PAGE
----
Virus-hit S.Africa curbs land border traffic, extends restrictions
South Africa’s President Cyril Ramaphosa on Monday extended recently imposed coronavirus restrictions and placed curbs on land border traffic, as the country grapples with an unprecedented surge in cases fuelled by a new virus strain.
The continent’s most industrialised economy and worst Covid-hit country went back into partial lockdown last month to stem flaring infections.
Alcohol sales were banned to ease pressure on emergency wards, large gatherings prohibited, parks shut and a 9 pm curfew imposed to limit exposure.
Ramaphosa on Monday said those measures would be extended until further notice.
“Cabinet has decided to maintain the country on adjusted alert level 3,” the president announced in an address to the nation.
“Most of the measures that were announced on 28 December 2020 will therefore remain in place.”
In addition, Ramaphosa said travel across South Africa’s 20 land points of entry would be restricted until mid-February.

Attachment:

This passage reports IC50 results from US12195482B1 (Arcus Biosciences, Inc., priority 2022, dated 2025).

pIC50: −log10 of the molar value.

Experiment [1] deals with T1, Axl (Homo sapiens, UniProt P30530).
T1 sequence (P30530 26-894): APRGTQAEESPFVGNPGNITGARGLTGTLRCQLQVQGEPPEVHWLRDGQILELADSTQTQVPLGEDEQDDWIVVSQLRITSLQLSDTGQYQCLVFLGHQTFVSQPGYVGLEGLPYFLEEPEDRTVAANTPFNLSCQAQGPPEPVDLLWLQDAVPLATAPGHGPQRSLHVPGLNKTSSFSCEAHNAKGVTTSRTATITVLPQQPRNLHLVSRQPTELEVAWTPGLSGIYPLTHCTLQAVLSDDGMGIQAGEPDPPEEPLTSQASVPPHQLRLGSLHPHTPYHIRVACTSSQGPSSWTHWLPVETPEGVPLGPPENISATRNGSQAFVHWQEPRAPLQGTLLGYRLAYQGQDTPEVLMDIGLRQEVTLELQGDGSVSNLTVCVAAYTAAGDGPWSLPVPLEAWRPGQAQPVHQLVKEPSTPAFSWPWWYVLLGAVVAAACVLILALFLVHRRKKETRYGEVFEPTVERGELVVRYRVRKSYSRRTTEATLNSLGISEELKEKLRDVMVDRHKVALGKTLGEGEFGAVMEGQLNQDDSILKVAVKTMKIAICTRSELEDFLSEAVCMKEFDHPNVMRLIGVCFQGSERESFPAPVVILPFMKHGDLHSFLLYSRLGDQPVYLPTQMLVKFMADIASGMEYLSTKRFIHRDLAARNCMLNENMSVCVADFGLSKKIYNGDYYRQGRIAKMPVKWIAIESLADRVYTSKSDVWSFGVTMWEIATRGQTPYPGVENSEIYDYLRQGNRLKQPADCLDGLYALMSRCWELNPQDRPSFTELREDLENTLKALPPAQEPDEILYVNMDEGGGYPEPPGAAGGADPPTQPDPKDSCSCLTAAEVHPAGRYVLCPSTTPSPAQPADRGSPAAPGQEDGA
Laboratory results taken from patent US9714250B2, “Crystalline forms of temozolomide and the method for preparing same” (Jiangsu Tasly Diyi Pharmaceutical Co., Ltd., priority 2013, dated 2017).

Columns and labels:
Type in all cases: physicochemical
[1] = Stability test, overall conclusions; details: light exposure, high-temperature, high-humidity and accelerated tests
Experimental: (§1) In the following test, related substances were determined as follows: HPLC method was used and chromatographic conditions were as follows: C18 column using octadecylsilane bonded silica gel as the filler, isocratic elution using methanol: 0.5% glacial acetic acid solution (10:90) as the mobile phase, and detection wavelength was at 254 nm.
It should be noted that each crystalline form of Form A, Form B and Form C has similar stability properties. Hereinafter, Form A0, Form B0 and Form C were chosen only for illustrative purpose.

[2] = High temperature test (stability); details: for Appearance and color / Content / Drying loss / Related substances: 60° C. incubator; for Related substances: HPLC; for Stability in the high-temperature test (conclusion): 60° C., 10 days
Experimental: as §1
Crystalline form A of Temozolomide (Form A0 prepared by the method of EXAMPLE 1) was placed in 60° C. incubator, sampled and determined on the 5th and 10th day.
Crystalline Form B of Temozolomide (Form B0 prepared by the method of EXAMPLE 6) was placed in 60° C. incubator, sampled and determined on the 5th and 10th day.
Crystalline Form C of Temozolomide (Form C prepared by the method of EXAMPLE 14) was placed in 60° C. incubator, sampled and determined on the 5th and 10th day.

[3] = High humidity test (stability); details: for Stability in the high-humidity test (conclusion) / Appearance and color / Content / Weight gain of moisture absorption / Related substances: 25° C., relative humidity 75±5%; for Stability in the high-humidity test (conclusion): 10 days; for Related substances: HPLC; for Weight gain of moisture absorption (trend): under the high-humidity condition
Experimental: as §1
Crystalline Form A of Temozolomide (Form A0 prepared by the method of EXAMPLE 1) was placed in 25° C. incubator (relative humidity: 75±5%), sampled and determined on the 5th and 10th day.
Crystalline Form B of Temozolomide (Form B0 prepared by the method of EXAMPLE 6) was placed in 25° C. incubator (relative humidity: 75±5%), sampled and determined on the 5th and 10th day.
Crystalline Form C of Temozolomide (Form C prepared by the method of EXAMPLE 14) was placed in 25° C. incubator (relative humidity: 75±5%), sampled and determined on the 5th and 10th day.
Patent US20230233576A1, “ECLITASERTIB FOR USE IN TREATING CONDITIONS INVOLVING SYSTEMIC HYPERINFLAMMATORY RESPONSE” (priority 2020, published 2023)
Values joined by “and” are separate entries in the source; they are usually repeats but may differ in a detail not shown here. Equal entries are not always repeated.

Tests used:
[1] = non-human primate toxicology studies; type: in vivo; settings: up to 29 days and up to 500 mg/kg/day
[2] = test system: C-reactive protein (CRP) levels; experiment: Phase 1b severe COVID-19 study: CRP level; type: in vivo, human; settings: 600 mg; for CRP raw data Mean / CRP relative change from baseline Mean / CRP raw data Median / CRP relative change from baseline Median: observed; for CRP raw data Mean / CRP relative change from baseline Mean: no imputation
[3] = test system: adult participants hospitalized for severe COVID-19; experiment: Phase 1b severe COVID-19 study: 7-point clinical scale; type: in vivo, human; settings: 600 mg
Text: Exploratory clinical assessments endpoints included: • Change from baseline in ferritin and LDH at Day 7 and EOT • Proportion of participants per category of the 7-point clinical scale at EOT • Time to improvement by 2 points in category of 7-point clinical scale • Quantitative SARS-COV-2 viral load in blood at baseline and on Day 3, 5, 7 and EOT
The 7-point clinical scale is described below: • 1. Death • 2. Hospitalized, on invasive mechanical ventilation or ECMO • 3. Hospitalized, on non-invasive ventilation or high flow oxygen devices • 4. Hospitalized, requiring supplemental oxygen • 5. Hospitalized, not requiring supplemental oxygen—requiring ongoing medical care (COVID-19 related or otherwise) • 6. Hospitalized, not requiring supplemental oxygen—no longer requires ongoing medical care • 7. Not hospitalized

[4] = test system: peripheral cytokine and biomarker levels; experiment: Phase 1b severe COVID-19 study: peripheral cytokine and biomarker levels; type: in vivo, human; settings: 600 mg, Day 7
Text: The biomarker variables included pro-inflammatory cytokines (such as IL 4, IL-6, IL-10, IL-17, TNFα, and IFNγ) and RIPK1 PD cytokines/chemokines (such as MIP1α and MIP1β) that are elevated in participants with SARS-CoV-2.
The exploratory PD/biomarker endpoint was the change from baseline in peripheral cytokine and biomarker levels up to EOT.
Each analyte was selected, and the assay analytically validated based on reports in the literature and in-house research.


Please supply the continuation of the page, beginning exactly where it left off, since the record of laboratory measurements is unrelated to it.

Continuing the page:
Cross-border transport of fuel, cargo and goods will still be allowed, however, and several other exceptions were made including travel for school and medical reasons.
The land border measures were decided after thousands of people tried to cross into the country to escape a new lockdown in neighbouring Zimbabwe last week.
The rush caused backlogs at the Beitbridge border post, South Africa’s second-busiest entry port.
Over 100 travellers reportedly caught coronavirus as they queued for passport controls and coronavirus tests at the site.
Ramaphosa urged South Africans to remain cautious and limit social interactions.
“Research… has shown that the massive increase in infections is largely driven by a variant of the virus,” he said.
“We know that this new variant… spreads much faster.”
To date the country has recorded more than 1.2 million coronavirus infections — 40 percent of Africa’s 3 million-odd confirmed cases — and 33,000 deaths.
Almost 190,000 cases and over 4,600 deaths have been registered this month alone.
Ramaphosa said hospital admissions were at their highest since the pandemic began, with over 15,000 Covid-19 patients currently in care.
One third of those are on oxygen, he added.
South Africa is expected to receive a first batch of coronavirus vaccine this month to inoculate frontline health workers.
The president said a total of 20 million doses had been secured so far and would be delivered mainly over the first half of the year.
The country aims to vaccine two thirds of its population, around 40 million people, in order to achieve herd immunity by the end of 2021.